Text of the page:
Although it's not entirely obvious upon first glance, the future of The CW appears to be a little uncertain for the first time in years.
The young-skewing network, which has built its lineup on the backs of costumed superheroes, will expand to six nights of original programming in the fall. It's the first time the network has had more than 10 hours to fill in primetime since 2009, when it eliminated its Sunday night lineup after struggling to compete with the other broadcast networks.
Although The CW's already low ratings have declined in much the same way as the rest of television — The Flash remains its most-watched program but still only averages 2.21 million viewers overnight — the network steadily upped its pedigree in recent years with two Golden Globe-winning series, Jane the Virgin and Crazy Ex-Girlfriend. But with the news that both hourlong comedies, as well as the critically beloved dramedy iZombie, will end their respective runs this coming season, the network is at a crossroads. If it doesn't find new ways to take creative risks, there is a very real possibility the progress that has been made over the last four years could be completely undone.
Now, you might think that it is too early to be considering what The CW will look like a year from now — several of the network's current shows haven't even aired their season finales yet — but development season is becoming increasingly year-round, and The CW should be considering what it's going to do next.
A look at the network's scheduling decisions over the last five years reveals The CW is unlikely to cancel established series without warning. What this means is that the network is, in turn, renewing the bulk of its lineup each year. While this is great for TV fans who hate to see their favorite shows die, this actually leaves very little opportunity for new growth. Even though The CW has been going the cable route and moving toward shorter seasons for some of its series, thereby freeing up room on its schedule throughout the year, its lineup is largely the same year to year. As it stands, just three programs will end this season — freshman series Life Sentence and Valor were canceled, while The Originals will sign off this summer. For comparison, last year the network ended up saying goodbye to just four shows: established dramas The Vampire Diaries and Reign, and one-and-done series No Tomorrow and Frequency.
By expanding to six nights of programming, The CW seems to be getting the best of both worlds: it has the ability to bring back the shows it wants to bring back while also bringing in new blood that might help to ease the pressure created by losing three critically beloved series next year. Unfortunately, the network's freshman series haven't had the best track record of late, and this new crop doesn't look all that inspiring either. In fact, upon closer inspection, it's becoming increasingly clear that The CW is largely doing the same thing year after year.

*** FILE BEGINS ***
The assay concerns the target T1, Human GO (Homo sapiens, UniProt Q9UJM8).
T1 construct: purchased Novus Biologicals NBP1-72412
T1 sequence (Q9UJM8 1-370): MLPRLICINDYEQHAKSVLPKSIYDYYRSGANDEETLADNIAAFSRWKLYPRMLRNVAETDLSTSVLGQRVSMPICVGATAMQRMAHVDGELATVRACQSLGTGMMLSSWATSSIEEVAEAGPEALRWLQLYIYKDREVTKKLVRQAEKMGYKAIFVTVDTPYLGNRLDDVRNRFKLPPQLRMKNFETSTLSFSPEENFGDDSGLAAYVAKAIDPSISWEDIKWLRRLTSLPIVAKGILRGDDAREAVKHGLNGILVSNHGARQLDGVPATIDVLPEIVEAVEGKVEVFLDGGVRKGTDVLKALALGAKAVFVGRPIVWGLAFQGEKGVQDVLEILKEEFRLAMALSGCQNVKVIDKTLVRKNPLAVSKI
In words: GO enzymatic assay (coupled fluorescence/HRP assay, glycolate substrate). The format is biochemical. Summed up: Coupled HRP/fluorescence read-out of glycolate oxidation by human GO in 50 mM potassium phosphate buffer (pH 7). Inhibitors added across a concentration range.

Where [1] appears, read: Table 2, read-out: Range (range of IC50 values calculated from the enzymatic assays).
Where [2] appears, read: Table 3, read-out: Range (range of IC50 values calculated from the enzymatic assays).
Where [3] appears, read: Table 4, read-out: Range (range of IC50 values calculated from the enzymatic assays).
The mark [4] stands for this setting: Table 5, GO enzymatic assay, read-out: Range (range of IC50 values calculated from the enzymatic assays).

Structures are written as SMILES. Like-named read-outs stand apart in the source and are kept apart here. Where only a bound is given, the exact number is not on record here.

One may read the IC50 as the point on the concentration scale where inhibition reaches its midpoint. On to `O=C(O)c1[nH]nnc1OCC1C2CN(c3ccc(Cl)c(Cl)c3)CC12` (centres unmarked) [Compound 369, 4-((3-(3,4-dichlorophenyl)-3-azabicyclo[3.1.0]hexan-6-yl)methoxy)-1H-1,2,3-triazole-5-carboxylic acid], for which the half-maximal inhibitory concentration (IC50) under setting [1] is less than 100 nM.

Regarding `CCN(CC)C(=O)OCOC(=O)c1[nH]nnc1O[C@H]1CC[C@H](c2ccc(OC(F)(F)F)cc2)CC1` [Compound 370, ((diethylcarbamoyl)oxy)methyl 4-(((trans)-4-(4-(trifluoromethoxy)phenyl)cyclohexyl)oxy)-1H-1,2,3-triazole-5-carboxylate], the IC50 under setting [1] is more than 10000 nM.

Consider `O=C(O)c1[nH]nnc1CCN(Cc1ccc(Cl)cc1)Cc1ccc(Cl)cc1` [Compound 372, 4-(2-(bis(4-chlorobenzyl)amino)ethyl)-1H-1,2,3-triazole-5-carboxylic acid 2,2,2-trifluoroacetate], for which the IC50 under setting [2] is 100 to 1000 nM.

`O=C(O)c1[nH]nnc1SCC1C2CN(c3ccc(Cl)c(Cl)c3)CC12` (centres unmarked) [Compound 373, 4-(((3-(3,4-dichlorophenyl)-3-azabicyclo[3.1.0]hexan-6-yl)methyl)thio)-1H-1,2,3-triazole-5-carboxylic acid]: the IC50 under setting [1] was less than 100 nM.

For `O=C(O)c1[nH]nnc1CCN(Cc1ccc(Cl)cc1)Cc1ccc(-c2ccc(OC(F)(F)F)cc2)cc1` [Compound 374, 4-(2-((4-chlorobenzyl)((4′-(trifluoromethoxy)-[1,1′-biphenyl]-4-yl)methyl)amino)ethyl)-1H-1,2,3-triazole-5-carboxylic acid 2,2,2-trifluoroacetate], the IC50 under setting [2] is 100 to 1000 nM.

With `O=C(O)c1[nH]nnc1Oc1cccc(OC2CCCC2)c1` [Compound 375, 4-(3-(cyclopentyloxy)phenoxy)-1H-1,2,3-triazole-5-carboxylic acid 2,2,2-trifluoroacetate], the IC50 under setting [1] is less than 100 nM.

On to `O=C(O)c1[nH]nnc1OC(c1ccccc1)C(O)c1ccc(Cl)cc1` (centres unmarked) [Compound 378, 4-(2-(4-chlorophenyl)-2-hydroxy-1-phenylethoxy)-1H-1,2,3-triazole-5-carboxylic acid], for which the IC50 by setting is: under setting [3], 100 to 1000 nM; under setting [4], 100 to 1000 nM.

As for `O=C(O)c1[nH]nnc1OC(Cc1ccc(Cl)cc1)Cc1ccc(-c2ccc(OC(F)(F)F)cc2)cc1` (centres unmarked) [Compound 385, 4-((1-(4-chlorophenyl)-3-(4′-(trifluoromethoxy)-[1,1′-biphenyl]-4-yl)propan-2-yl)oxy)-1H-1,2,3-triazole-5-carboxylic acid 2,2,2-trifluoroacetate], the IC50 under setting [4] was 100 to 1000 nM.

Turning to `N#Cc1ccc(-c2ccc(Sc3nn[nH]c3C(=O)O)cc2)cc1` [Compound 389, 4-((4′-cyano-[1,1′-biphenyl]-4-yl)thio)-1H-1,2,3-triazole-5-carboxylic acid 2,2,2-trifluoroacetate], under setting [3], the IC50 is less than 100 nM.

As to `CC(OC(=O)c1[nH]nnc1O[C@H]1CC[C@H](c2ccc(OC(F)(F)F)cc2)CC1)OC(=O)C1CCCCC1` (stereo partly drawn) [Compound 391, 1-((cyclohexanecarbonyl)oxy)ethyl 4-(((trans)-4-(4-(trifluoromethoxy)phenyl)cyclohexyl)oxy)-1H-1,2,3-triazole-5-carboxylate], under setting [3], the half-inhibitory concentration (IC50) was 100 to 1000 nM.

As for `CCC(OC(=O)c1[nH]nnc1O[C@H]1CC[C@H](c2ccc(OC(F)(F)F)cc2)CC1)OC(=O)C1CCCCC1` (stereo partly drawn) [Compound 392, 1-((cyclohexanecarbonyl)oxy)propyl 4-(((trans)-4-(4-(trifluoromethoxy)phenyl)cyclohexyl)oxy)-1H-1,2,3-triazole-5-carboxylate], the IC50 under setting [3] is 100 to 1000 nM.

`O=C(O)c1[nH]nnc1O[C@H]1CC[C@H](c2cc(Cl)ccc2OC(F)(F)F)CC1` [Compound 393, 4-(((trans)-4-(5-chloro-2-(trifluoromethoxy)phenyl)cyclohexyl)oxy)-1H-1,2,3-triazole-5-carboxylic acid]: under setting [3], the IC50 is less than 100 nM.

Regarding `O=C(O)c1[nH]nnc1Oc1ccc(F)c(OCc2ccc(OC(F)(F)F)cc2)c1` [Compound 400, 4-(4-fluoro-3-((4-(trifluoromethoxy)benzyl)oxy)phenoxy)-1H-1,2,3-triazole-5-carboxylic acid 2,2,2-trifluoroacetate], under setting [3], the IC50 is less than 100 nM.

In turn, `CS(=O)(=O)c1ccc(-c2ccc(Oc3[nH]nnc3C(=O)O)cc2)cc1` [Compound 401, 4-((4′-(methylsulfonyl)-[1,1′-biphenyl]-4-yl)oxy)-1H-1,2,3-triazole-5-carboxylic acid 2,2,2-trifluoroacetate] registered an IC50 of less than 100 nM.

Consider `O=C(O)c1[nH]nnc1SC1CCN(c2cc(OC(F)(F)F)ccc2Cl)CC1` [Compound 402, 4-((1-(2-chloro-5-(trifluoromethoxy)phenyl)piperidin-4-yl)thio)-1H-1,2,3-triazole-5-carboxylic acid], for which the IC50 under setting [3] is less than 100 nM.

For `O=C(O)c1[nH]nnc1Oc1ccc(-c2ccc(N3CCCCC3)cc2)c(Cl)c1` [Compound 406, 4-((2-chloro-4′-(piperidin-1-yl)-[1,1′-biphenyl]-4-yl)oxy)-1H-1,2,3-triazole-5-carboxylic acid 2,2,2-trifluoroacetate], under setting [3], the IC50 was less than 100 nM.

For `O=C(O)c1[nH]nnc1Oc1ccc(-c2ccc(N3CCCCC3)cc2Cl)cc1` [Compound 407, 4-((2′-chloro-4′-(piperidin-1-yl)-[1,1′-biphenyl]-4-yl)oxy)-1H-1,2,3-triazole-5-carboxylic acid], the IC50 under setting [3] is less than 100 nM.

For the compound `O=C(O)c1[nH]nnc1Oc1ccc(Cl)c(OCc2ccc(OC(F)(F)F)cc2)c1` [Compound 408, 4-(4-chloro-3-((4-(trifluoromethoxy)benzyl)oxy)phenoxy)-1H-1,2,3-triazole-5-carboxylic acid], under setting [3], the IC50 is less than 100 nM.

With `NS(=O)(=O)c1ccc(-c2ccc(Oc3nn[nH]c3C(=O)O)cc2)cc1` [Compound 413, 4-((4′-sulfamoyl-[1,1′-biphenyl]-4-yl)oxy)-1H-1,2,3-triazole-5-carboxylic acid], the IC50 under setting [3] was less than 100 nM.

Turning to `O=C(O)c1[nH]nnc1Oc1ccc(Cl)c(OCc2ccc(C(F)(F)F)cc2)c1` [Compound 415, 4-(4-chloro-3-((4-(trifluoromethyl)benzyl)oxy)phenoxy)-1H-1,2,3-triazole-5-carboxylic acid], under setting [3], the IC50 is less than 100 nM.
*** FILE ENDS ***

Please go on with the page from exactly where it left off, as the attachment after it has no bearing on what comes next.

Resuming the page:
Its new lineup, which features 17 shows across the traditional TV season, is made up of superheroes, adaptations, spin-offs and reboots. The network that was once known for taking creative risks that no other network would take has actually started to look a lot like the rest of television. What's even more wild is that once Crazy Ex-Girlfriend signs off, the network's only original series will be the midseason series In the Dark and the long-running Supernatural, a show that initially drew a lot of inspiration from the often forgotten series Route 66. A look at next season's lineup reveals that six shows are based on characters found in DC Comics, while Riverdale is based on the long-running Archie comics. Elsewhere, The 100 is adapted from a young adult novel, Jane the Virgin is an adaptation of a Venezuelan telenovela, and All American is inspired by the life of NFL player Spencer Paysinger. Meanwhile, Dynasty, Charmed and Roswell, New Mexico are all reboots, and Legacies is a spin-off of a spin-off.
Although shows like Jane the Virgin, The 100 and iZombie have proven that series that aren't entirely original can still make for excellent television, they tend to be the exception and not the rule. In addition to being well written and incredibly well acted, all three shows regularly take risks that make them stand out while also elevating them beyond their source material. They also offer clear and distinct voices, something that's becoming increasingly important as the TV landscape continues to expand. With the exception of In the Dark, which follows a blind woman as she attempts to solve her friend's murder with her guide dog, the network's crop of new shows honestly just feel like more of the same.
If The CW wants to continue to have the reputation it's rightfully earned after Jane the Virgin, Crazy Ex-Girlfriend and iZombie sign off next year, if it wants to continue to offer programming that is unconventional, yet still thrilling and heartfelt, it has to be more than the network it seems to be becoming, one that is comfortable resting on its laurels. Opening up the schedule is certainly a good start, but filling it with programming that viewers can't find anywhere else is key. It's time for The CW to once again take the risks that other networks won't. Otherwise, Supernatural won't be the only series outliving us all.
(Full disclosure: TV Guide is owned by CBS, one of The CW's parent companies.)